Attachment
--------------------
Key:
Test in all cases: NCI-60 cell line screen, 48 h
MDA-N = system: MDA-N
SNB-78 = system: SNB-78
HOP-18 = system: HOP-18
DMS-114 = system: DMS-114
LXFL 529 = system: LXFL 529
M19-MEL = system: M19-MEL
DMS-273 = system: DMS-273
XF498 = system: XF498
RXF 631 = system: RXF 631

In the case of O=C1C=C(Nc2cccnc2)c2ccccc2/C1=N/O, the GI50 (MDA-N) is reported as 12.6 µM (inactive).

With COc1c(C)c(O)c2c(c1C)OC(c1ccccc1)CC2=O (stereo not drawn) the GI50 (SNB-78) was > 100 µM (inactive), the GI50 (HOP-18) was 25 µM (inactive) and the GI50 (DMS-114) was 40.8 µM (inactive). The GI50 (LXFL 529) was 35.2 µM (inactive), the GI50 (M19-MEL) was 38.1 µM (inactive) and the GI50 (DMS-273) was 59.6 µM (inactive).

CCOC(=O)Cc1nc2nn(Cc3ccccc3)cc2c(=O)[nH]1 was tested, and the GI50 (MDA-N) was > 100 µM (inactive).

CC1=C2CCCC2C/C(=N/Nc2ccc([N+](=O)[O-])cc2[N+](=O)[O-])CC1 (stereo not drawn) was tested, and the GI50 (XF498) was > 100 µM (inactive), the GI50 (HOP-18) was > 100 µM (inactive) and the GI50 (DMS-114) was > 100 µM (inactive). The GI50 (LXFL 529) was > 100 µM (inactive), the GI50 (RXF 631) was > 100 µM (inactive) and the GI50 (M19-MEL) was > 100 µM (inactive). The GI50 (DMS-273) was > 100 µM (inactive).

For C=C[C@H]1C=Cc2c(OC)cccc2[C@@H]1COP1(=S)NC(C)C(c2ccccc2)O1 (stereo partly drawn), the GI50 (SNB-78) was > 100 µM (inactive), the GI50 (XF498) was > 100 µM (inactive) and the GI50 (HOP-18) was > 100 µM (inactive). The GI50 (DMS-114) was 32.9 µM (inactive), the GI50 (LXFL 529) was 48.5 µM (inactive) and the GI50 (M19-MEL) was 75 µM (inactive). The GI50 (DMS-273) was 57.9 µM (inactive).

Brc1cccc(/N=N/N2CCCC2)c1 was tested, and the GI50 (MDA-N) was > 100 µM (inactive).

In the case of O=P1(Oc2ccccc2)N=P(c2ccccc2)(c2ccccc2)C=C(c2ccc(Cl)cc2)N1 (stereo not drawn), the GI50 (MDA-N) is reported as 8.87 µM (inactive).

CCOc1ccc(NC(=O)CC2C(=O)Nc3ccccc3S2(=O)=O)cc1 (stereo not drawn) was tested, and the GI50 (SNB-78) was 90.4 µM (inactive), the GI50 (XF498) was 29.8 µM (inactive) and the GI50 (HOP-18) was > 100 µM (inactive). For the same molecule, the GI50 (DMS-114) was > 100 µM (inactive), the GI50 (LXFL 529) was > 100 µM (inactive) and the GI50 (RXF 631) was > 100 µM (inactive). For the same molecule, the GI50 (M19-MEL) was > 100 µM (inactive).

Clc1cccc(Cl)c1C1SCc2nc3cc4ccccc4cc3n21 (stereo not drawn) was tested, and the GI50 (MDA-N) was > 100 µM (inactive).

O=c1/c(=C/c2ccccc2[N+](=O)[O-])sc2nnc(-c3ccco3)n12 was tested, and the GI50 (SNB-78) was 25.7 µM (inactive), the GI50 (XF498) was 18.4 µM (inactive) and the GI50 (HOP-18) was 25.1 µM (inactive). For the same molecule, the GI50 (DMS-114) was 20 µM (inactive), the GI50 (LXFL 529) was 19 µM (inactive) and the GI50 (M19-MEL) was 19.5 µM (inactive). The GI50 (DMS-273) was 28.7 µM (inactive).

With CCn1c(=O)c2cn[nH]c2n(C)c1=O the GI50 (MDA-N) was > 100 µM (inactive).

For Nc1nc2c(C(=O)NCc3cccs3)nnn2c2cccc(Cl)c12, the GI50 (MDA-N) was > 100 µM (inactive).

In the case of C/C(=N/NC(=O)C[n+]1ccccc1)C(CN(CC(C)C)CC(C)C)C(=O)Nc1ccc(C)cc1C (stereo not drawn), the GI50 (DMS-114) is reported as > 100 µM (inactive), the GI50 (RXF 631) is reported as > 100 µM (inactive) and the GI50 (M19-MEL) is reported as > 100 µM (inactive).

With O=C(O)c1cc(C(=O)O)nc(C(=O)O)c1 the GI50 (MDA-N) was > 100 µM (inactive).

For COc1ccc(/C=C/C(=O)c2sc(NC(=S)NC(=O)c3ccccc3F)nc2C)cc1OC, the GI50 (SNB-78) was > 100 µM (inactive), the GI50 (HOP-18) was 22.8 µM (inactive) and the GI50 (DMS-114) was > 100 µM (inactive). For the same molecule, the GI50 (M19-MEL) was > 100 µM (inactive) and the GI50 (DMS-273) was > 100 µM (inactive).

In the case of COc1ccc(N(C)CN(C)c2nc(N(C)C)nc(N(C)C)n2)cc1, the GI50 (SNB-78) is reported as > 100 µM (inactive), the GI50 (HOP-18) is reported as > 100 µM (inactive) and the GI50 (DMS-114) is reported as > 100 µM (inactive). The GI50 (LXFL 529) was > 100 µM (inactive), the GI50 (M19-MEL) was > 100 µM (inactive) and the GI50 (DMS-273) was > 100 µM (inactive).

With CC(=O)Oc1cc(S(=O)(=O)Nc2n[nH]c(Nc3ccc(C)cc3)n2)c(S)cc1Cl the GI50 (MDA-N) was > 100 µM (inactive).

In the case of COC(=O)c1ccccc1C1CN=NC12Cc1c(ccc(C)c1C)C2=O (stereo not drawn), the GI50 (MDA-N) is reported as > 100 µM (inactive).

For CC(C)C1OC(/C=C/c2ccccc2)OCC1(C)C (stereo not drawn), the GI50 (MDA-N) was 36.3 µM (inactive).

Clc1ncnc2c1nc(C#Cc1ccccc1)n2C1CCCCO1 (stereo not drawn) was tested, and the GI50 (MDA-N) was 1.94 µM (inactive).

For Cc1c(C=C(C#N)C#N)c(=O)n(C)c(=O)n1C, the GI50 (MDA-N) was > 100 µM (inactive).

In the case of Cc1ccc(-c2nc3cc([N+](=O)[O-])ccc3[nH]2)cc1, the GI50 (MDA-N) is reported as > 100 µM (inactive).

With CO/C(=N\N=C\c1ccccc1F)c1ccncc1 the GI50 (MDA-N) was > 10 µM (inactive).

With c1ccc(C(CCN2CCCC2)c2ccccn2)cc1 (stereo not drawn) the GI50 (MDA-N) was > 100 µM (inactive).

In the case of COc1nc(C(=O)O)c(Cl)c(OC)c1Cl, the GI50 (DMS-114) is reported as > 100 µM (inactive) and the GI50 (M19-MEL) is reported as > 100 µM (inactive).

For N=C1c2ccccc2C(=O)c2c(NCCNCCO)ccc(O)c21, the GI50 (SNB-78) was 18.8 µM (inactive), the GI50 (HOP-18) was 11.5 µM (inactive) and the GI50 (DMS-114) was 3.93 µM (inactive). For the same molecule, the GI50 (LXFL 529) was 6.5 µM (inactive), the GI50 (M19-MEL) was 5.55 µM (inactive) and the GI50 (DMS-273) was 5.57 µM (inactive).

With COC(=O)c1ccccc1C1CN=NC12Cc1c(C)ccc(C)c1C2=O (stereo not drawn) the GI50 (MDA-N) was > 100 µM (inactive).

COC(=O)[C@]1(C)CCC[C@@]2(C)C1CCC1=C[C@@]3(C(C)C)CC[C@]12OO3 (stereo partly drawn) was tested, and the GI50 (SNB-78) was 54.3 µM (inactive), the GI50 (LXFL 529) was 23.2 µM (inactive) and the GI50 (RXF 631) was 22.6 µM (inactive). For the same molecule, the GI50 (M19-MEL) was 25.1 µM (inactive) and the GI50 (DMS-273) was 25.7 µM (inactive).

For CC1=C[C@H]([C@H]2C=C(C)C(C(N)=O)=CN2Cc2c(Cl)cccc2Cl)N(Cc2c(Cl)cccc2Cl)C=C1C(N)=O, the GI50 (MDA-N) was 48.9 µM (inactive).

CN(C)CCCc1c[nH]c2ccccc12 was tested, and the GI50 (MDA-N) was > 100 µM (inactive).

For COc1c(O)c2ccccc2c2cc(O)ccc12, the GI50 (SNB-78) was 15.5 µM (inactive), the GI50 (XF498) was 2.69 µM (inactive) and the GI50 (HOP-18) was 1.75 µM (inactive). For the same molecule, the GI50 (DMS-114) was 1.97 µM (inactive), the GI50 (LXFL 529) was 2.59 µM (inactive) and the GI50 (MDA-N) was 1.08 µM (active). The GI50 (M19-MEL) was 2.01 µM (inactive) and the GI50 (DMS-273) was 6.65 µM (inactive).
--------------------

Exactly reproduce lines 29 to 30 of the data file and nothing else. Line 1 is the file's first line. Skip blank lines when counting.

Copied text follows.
In the case of COC(=O)c1ccccc1C1CN=NC12Cc1c(ccc(C)c1C)C2=O (stereo not drawn), the GI50 (MDA-N) is reported as > 100 µM (inactive).

For CC(C)C1OC(/C=C/c2ccccc2)OCC1(C)C (stereo not drawn), the GI50 (MDA-N) was 36.3 µM (inactive).